After a successful Kickstarter campaign, Lawless Jerky stepped up their game and is now made in a USDA inspected facility and distributing out to stores.
This Japanese Curry is Tolnick's first perfected flavor, and he often considers it his "Original" flavor. He describes it as "sweet from brown sugar, salty from traditional soy sauce, umami from a proprietary Japanese curry blend, and tender from Asian vinegar".
US Beef, soy sauce, rice vinegar, brown sugar, proprietary Japanese curry blend.
The first thing I taste from the surface of these pieces is a light sweetness followed quickly by a light curry flavor and light saltiness.
The chewing flavor starts with some natural meat flavors with a bit more definition from the curry. The light sweetness and saltiness continues. Towards the end, I can pick up a faint signal from the soy sauce.
For being labeled, "Japanese Curry", this definitely has a curry flavor, much like the Japanese style curry that comes in a dehydrated bar. It's a not a strong, overpowering flavor, but enough to be identified and enjoyed. It's not hot or spicy at all, it's quite mild.
Overall, the flavors that seem to define this jerky are the natural meat flavors and the curry blend. The light sweetness and saltiness seem to play supportive roles in rounding out the flavors. The natural meat flavor is like that of a steak cooked well-done.
There's also a slight buttery quality to the curry blend, giving it a smooth, silky flavor.
These are slices of whole meat, cut into chunks mostly of bite-sized pieces.
This is largely a dry jerky with a dry surface feel though some chunks seemed borderline semi-moist. Chewing seems mostly easy, somewhat tender, but some chunks seemed dry and chewy.
The chewing texture starts out with a fair amount of chewing resistance, but very quickly takes on the feel of real meat. By the time it chews down to a soft mass, it feels like eating a piece of steak cooked medium.
I don't see any pieces of fat on these chunks, nor do I see any gristle or tendon, but here and there I did feel some stringiness in the chewing, and I did encounter some unchewable tissues on some chunks.
As for clean eating, it seems quite clean. Despite the dusting of curry blend on these chunks, they don't seem to pick up on my fingertips.
Lawless Jerky has a price of $25.00 for a one pound package. Tolnick doesn't mention shipping prices, but considering the box he sent me had a $6.80 postage label, that would work out to $31.80, or a per ounce price of $1.99.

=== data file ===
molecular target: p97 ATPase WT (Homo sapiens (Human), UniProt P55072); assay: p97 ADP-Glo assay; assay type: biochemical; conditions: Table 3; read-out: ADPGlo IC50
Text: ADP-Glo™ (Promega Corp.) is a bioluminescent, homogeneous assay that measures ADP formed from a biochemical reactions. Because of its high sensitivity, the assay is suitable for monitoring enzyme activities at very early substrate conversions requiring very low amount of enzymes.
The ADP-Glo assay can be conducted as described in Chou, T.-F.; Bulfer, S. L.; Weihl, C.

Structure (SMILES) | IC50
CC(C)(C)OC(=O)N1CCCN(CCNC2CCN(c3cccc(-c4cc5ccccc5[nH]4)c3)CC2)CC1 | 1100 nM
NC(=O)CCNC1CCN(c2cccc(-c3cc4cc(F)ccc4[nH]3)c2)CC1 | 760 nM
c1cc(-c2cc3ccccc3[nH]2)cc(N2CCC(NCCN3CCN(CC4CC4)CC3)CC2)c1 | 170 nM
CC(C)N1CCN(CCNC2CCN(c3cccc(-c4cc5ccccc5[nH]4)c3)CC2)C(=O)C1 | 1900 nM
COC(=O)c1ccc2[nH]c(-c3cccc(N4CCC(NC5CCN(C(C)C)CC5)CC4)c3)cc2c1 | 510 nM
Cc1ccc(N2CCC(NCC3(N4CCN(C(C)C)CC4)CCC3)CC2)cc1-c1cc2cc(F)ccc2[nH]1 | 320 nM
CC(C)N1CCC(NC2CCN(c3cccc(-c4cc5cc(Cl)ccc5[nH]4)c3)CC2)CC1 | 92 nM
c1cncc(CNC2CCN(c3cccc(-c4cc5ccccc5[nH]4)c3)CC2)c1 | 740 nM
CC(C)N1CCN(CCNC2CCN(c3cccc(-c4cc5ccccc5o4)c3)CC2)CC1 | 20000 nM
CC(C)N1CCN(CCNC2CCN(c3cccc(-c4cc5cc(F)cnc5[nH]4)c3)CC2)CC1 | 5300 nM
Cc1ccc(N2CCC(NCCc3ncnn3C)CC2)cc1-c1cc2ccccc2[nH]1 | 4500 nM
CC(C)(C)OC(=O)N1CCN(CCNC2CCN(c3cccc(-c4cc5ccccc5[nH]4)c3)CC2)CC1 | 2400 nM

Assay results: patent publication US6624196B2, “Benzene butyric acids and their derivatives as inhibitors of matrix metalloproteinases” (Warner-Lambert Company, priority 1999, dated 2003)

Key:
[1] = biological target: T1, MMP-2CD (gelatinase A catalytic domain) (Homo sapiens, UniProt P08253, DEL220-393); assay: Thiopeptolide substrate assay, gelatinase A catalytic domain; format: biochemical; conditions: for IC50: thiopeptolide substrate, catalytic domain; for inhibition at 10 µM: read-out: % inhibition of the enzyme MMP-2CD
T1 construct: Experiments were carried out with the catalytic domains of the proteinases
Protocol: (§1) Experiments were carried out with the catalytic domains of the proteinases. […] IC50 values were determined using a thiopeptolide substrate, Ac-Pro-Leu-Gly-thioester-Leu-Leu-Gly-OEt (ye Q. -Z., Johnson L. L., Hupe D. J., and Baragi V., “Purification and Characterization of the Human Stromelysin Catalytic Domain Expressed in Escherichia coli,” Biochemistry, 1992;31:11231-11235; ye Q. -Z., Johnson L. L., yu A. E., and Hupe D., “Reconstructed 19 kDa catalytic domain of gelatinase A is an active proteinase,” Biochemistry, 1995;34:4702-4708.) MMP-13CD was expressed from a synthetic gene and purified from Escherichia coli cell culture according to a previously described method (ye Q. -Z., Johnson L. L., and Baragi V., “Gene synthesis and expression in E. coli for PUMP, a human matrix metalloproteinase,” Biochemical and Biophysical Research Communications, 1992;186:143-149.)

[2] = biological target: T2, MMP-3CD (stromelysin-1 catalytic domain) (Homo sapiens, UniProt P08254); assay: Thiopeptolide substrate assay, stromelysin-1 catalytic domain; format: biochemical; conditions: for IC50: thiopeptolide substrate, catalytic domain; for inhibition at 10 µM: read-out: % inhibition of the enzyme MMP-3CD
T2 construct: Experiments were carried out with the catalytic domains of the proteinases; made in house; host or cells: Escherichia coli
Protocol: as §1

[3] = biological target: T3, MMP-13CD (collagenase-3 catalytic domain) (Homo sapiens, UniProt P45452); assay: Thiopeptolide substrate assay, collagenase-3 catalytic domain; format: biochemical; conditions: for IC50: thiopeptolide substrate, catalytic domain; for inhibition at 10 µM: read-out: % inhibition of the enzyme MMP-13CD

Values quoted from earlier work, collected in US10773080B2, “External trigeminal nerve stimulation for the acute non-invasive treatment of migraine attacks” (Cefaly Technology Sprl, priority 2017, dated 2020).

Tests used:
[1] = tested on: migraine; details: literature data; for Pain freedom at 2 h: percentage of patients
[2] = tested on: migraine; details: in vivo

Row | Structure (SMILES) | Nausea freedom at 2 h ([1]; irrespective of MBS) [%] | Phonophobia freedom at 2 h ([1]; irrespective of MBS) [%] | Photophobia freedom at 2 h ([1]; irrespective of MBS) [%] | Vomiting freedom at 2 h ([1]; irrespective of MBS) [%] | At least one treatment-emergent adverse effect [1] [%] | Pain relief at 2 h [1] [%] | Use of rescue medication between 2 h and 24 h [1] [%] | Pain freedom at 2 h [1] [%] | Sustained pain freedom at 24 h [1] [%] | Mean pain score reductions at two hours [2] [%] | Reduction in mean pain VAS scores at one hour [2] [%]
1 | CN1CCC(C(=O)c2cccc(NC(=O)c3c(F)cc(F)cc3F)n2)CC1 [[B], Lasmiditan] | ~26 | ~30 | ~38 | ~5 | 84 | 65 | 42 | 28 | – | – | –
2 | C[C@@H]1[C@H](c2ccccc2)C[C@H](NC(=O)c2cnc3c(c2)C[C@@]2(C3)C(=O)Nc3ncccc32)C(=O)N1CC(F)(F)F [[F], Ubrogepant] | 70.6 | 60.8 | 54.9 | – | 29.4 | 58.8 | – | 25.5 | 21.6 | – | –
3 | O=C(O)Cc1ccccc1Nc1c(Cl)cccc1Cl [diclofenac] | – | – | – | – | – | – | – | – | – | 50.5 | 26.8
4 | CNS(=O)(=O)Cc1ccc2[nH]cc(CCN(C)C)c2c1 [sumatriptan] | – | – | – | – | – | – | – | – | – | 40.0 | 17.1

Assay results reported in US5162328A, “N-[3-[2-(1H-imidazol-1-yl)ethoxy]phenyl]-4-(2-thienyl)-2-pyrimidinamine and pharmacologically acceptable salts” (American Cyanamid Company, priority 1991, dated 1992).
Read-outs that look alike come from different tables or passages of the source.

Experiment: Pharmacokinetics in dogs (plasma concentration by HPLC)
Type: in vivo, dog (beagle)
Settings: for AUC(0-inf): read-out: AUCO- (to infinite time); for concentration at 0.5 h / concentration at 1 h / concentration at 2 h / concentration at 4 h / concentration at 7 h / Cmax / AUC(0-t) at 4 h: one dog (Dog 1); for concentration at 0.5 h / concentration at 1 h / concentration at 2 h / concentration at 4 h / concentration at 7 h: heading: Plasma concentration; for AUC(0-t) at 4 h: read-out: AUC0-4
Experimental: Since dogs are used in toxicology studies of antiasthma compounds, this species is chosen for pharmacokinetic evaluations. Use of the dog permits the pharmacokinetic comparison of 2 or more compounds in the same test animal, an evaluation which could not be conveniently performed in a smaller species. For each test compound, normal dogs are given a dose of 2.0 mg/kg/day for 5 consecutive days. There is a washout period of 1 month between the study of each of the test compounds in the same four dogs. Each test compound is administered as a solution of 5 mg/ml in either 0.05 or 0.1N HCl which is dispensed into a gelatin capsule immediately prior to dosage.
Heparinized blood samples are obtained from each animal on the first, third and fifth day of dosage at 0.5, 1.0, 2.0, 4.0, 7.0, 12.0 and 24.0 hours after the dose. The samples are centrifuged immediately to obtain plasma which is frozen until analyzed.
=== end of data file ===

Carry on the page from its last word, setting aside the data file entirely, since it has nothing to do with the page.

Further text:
For general jerky snacking purposes, at the $1.99 per ounce price, this seems to be a good value. I'm getting a good deal of snackability for its good overall flavor and excellent meat consistency and chewing texture. It's priced similarly as the major brands of jerky found in grocery stores, yet this has a far better flavor and meat consistency.
As a "Japanese Curry" variety of beef jerky, at the same $1.99 per ounce price, it's a good value again. I do pick up a curry flavor in this, along with a lightly sweet and soy sauce flavor to round out the Japanese characteristics.
I'm giving this a good rating.
This Japanese Curry variety from Lawless Jerky generates a noticeable and tasty curry blend against a lightly sweet and soy sauce marinade, along with a steak-like natural meat flavor.
In comparing the flavors I get from Tolnick's description, I'd have to say most of it seems to be spot on except for the "tender from the Asian vinegar". Yes, some pieces were tender, but not consistent enough. I found just as many that were somewhat tough, requiring a fair amount of effort to chew.
And despite what I thought is a good overall flavor, I would have liked to find a bit more punch to create some "wow" factor, maybe a bit more ginger or perhaps some red pepper.
But I really enjoyed the meatiness of these chunks and the great natural meat flavor. The seasonings and marinade did not overshadow the meat flavors but instead complimented it well.
As for the beer pairing, Tolnick suggests the Hitachino Nest White Ale, but I like something more malty to go with the natural meat flavors, and would recommend something more dark such as a Newcastle Brown Ale, or a Gordon Biersch Marzen.
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